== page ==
(1.58 × 1012)(6.05)(−0.80)(318)(−5.21)
Wetland complexb0.00 (2.88 × 1011)3.83 × 10–30.00 (1.10)−5.03 × 10–40.00 (−0.15)0.200.00 (57.9)−3.30 × 10–30.00 (−0.95)
Total area / m26.07 × 1012 (8.03 × 1012)        
Total / Gg yr–1 37.1 (44.6) −2.02 (−3.01) 772 (1170) −28.0 (−35.0)
Net Flux / Gg yr–1   35 (42)   743 (1130)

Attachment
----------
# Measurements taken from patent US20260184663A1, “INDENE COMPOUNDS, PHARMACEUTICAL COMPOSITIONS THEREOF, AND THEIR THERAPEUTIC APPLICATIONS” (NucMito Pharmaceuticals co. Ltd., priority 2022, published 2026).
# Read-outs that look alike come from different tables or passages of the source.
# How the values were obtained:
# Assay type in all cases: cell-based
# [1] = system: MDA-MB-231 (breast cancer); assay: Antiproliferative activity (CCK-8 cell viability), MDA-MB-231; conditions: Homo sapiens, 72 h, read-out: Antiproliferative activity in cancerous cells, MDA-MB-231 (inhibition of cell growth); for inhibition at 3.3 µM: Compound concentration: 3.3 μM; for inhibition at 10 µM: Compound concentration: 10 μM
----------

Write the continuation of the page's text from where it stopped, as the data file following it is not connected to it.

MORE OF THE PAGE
[53] The net flux estimates presented in Table 5 are in the range 14–42 Gg yr–1 CH3Br and 740–1100 Gg yr–1 CH3Cl depending on global land area estimates used. These are very considerably larger than the WMO [2011] estimate of 0.6 Gg yr–1 CH3Br and 48 Gg yr–1 CH3Cl, although as noted above the 0.6 Gg yr–1 flux for CH3Br is a downward revision from a previous value of 4.6 Gg yr–1, this latter estimate being not so very different from the lower of the estimates derived in this work for CH3Br. The estimates in Table 5 represent up to ~20% of current estimated sinks for each of CH3Br and CH3Cl compared with the ~1% proportion currently assigned to peatlands [WMO, 2007; WMO, 2011]. The greater fluxes reported here reflect: (1) the large CH3Br emissions from P. australis in reed beds and the large CH3Cl emissions from C. vulgaris in peatlands—measurements from these systems have not been made before, but in this work these large emissions were prevalent over more than a year of sampling and at different sampling points; (2) the year-round active period for CH3X emissions at certain sampling sites (OCF and RMB). It is also not clear the extent to which the WMO global values encompass all the types of peatlands/wetlands considered in the scale-up presented in Table 5. Although wetlands are not a separate CH3X sink in the WMO [2011] budgets (the uptake observed in Scottish wetlands was likely soil-associated uptake processes), it is important to note that wetland soils do contribute to global CH3X uptake. The CH3Br and CH3Cl sinks calculated here are a very small percentage of the global soil sinks, but the estimate of −5.6 Gg yr–1 CH3Br uptake (scenario 1) represents ~1.5% of the total CH3Br sink strength [WMO, 2011]. This figure was driven by uptake at ACM and high latitude wetlands.